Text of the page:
Media, which had been there the previous evening interviewing us devoted (read: crazy) people who waiting in line overnight, were amassing as were proponents of gun rights and the ban. One group I found interesting was the “Second Amendment Sisters, Inc.” They incorporated themselves. That’s hilarious. Anyway, we all waited in line until about 9am when they started letting people in. We were moving closer, our moment had finally arrived. BUT NO. They stopped at 50! Just 7 spots away. I was crushed. No information was given as to whether any more would be let in (or that no more would be let in), keeping our hopes alive, but barely. I knew that arguments started at 10, promptly, with seating done by 9:45 at the latest. So there was a time frame. We shuffled our feet, trying to keep warm. The three of us in my group played odds-evens to decide who was 56, 57, and 58 just in case some got let in and others didn’t. Finally, at 9:40, god showed himself. 12 final people were let in. AHHHHHHHH. While those behind us were crushed, we were exuberant. Our work had paid off. I walked up the steps to the doors of the courthouse, turned around to see the mass of suckers who didn’t get in and raised my fists in glory. At this point in law school, I will take whatever accomplishments I can get.
After checking our coats and bags and being told the rules (no electronics, no talking, no noise making of any kind…in fact if you so much as even sneeze you’re out. Just kidding about the last one), we headed into the courtroom. We were seated in the last row, with a horrible view and absolutely no leg room. I did have a view of 7 of the Justices (Breyer, Thomas, Kennedy, Stevens, Roberts, Scalia, and sometimes Souter) and the back of the lawyer’s head when they stood up to speak, but that mostly involved leaning over into the person next to me so that’d didn’t happen that often. [See a seating chart here.] Because I only slept intermittently that night, I started to doze off a few times. I felt bad about it until I saw Justice Thomas doing the same thing. That or he likes to think with his eyes closed for extended periods of time.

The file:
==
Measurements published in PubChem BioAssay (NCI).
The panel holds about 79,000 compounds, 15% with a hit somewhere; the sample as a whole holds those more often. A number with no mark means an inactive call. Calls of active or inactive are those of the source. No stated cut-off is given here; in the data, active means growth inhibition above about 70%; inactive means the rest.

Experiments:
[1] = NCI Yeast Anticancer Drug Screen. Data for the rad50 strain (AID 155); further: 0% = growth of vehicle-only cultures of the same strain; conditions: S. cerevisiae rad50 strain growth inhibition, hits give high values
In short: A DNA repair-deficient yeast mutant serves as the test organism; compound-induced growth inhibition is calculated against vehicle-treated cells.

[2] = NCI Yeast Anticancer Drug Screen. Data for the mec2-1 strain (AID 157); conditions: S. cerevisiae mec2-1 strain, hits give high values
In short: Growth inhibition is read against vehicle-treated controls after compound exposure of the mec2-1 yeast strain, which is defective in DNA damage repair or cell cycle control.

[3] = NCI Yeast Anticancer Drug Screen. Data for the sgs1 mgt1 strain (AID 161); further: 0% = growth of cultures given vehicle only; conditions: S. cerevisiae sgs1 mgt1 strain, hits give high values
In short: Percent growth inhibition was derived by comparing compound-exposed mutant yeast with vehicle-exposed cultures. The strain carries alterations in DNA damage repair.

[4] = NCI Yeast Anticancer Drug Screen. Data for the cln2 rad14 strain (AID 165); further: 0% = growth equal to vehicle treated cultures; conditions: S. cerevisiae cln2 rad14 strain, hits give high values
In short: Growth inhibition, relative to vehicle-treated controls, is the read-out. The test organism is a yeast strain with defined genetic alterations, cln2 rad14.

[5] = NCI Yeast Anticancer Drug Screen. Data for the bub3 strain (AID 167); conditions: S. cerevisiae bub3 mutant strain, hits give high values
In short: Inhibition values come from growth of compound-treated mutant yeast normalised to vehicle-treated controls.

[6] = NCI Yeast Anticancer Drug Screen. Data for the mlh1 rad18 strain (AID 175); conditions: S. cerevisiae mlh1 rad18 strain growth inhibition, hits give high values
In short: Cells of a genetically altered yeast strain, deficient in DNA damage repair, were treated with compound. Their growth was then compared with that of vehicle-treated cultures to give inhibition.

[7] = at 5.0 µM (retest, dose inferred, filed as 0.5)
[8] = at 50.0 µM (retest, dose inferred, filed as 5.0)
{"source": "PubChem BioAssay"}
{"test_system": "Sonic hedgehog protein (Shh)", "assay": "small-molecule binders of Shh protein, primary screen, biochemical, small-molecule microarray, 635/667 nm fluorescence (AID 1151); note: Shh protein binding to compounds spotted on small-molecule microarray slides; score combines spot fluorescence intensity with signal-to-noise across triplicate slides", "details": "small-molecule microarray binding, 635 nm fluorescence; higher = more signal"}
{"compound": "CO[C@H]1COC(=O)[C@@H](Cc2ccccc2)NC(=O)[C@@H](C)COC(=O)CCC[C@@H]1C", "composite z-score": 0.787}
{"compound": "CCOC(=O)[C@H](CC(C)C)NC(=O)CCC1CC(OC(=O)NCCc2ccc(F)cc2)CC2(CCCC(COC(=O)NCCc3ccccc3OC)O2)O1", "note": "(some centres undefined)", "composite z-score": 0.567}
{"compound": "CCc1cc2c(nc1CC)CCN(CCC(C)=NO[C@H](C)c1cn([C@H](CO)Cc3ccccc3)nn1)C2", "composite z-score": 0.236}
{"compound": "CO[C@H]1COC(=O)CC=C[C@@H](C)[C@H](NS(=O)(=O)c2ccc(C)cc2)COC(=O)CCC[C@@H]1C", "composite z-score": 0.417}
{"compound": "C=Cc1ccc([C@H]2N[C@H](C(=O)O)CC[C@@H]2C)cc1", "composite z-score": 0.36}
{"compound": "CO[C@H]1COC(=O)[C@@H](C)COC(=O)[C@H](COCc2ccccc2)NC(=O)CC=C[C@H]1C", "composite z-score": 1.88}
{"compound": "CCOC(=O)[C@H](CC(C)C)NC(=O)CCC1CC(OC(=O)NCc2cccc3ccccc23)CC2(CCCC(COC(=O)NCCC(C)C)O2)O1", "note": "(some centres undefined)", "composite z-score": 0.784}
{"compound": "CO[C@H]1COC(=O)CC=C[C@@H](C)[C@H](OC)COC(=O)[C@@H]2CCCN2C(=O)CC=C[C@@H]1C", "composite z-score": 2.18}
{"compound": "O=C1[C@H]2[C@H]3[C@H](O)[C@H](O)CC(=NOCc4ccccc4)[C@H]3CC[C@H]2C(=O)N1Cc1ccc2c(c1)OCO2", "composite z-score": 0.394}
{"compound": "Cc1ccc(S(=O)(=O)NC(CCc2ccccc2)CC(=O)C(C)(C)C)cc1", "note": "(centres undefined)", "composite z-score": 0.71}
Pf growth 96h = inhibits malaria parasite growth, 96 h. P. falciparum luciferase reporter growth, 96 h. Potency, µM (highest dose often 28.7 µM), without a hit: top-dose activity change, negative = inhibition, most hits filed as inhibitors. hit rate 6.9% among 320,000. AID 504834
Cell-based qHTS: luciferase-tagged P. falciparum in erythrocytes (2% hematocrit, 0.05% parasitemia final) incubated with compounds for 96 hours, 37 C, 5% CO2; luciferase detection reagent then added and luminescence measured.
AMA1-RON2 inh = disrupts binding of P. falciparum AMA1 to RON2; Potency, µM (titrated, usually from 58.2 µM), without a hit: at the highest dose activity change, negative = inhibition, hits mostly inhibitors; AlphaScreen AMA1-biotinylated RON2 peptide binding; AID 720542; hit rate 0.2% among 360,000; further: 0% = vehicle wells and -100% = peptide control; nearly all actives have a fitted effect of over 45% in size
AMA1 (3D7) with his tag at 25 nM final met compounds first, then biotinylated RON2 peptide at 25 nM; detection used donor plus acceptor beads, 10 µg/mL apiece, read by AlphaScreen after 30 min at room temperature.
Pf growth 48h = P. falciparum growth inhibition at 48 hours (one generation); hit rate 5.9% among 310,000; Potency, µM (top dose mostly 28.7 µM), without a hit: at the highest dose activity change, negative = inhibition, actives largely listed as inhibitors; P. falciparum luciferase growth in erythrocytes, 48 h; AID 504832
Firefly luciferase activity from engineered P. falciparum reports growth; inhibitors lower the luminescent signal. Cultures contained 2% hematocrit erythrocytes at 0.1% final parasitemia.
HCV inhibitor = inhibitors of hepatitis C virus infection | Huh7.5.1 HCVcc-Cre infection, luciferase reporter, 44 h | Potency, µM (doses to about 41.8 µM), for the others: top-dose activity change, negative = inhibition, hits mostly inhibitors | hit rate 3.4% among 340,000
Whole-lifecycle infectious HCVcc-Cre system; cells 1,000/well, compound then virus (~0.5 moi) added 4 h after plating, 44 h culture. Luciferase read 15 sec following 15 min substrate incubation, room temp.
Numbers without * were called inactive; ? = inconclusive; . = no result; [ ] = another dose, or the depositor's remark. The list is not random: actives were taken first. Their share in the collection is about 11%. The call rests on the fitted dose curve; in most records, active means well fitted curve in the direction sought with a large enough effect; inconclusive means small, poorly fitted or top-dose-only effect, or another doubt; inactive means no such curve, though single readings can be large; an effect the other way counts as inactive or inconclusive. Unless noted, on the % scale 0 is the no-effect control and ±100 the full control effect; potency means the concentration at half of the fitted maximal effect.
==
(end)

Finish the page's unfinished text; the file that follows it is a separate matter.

So of the hearing, the things that surprised me were that Justice Thomas napped (he asked two questions in the beginning, proceeded to rock in his chair, then napped for a while, then resumed rocking), that the lawyers didn’t seem comfortable speaking (one stuttered a lot at the beginning), and that the lawyers interrupted Justice Ginsburg. When the lawyer was giving their argument and Justice Ginsburg would interrupt with a question, as is customary for judges to do, the lawyer would just continue on talking as if she wasn’t trying to interject, and she would just stop talking. They did this to no other Justice. Maybe it’s because she is so meek, but I thought it was unbelievably rude. Anyway, it’s really anticlimactic because the lawyers give their arguments, the Justices ask questions and then you’re dismissed. There is no ruling (at least not until June for this one), and there was really no tension. While the whole thing was a pretty cool experience, I will not go urban camping again. So it goes. To conclude: me and Justice Thomas, two peas in a pod (minus the whole coke can thing).